Whilst we are always keen on highlighting all the latest news and trends in Ireland today I thought we would turn our gaze to international news as word has come through of the death of the great South African leader and world icon Nelson Mandela who died peacefully at the age of 95 in the comfort of his home last night (6:50 p.m. Irish time) after a long illness.
The news comes as a special film biopic chronicling his life Mandela: Long Walk to Freedom was premiered in London. The freedom fighter, anti-apartheid icon and former South African president was known around the world as one of the greatest and most respected leaders of the 20th century who helped to end South Africa’s apartheid and bring democracy to his country following his release from prison in the 1990’s.
It was his continued fight for freedom and justice and the lack of bitterness towards those who imprisoned him for 27 years allied with his personal dignity and inherent humanity which made him an inspiration to many people worldwide including many here in Ireland. He was a leader who inspired people of all ages and nationalities, his fame transcending nations and politics.
Over the years we in Ireland were fortunate to have had the great man was a special guest during trips to Ireland on several occasions. His first visit to Ireland was in 1990 with then wife Winnie Mandela shortly after being released from prison. He was also in Ireland in 2000 where he was given an honorary doctorate from Trinity College and was last here for the 2003 Special Olympics where he was one of the brightest stars amongst a host of well known celebrities present.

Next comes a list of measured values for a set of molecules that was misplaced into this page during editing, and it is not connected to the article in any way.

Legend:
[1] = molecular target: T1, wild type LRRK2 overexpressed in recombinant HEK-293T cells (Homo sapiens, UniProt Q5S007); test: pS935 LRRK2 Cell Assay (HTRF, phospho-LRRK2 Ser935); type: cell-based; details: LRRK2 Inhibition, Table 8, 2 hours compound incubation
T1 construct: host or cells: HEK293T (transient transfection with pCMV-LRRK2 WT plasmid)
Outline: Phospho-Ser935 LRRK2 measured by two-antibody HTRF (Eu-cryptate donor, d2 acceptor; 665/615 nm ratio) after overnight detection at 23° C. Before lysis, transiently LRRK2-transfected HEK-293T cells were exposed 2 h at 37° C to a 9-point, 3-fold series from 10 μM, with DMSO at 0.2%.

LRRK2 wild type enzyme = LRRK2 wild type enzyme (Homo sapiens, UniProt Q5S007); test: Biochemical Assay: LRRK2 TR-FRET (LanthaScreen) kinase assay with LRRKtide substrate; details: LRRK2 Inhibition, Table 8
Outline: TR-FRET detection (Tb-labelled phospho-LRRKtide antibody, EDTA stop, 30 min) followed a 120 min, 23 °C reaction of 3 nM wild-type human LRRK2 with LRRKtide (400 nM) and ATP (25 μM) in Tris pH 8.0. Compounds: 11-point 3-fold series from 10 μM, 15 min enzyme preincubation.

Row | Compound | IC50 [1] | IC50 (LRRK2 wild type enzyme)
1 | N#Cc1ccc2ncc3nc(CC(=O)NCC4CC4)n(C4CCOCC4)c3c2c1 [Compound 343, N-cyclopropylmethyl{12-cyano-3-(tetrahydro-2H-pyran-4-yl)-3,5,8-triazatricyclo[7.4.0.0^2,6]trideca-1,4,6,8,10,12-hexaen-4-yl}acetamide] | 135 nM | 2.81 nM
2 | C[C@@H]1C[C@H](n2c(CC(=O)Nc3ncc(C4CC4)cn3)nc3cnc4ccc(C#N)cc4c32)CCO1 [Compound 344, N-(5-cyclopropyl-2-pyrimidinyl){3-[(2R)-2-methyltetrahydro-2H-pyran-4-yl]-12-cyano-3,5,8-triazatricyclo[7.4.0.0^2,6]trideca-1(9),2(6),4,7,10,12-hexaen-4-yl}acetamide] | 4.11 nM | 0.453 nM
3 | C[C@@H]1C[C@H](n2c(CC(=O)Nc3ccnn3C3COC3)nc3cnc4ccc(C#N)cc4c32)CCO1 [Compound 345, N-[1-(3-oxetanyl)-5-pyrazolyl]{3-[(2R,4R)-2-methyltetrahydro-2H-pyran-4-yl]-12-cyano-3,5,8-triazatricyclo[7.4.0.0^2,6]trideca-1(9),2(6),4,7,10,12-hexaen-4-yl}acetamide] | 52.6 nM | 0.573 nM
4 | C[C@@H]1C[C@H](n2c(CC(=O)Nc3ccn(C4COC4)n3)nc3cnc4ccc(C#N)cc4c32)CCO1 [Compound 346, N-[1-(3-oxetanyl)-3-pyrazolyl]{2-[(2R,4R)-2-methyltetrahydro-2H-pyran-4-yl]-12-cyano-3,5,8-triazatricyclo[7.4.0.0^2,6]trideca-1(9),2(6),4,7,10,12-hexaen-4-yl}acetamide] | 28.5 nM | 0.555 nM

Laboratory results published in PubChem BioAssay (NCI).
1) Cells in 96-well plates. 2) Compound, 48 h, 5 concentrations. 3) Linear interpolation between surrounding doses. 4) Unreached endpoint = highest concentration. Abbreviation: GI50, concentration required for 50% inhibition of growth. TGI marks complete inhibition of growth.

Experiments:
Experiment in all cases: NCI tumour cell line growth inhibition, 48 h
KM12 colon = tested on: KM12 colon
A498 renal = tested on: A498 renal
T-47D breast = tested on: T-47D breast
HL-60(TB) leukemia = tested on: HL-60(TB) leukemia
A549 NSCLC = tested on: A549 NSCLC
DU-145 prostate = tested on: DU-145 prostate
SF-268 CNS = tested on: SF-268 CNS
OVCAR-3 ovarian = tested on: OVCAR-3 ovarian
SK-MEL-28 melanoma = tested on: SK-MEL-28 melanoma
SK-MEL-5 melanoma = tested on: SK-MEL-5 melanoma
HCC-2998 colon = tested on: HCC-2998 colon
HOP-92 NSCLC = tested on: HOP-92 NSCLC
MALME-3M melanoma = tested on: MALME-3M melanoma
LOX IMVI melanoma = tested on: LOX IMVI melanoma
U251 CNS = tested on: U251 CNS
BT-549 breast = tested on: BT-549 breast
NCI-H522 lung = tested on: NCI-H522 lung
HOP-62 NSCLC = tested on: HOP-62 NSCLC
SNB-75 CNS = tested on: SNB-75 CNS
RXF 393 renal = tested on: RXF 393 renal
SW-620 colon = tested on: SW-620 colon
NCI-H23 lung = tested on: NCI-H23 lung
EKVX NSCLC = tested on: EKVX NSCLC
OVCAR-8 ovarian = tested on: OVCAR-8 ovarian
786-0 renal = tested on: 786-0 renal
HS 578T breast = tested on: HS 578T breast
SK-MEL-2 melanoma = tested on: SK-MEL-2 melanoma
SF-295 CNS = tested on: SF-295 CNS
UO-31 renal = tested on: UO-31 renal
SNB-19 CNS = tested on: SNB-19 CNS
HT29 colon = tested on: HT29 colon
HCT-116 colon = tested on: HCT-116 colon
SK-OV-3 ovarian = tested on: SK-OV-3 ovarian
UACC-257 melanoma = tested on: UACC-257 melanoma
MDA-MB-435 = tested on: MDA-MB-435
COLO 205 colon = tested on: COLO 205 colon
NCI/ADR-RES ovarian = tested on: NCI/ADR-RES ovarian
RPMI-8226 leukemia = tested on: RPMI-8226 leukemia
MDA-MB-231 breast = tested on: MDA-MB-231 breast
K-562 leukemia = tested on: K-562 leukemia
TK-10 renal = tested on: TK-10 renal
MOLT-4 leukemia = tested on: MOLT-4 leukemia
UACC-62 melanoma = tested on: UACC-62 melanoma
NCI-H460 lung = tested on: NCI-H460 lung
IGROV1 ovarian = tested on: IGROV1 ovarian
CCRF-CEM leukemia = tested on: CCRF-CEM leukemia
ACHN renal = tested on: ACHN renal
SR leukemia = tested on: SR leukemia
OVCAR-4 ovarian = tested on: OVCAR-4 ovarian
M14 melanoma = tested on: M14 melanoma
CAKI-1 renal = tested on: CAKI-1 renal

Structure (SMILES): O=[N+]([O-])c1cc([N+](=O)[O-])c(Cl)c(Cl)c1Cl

Upon news of his death tributes continue come in from around the world from people of all ages and nationalities, from celebrities to leaders and statesmen who all have noted how the great man had inspired and impressed them. To our current president Micheal D Higgins, Nelson Mandela was “one of history’s greatest leaders; a man who’s unprecedented courage and dedication broke down the cruel barriers of apartheid in South Africa”. Whilst our taoiseach Enda Kenny noted that upon his death “a great light has been extinguished”.
A leader as well as a cultural and historic icon and figure who inspired people from around the world he will continue to be remembered for his inherent greatness and humanity for years to come. Indeed we will be able to see his story on film as his biopic is set to premier in Ireland in the New Year.
And we end this post with a quote from his good friend and fellow human rights campaigner and our former Irish president Mary Robinson who worked closely with him on a many occasions.
“As we mourn the passing of this extraordinary man, we can honour him best by giving of ourselves to others” — Former Irish president Mary Robinson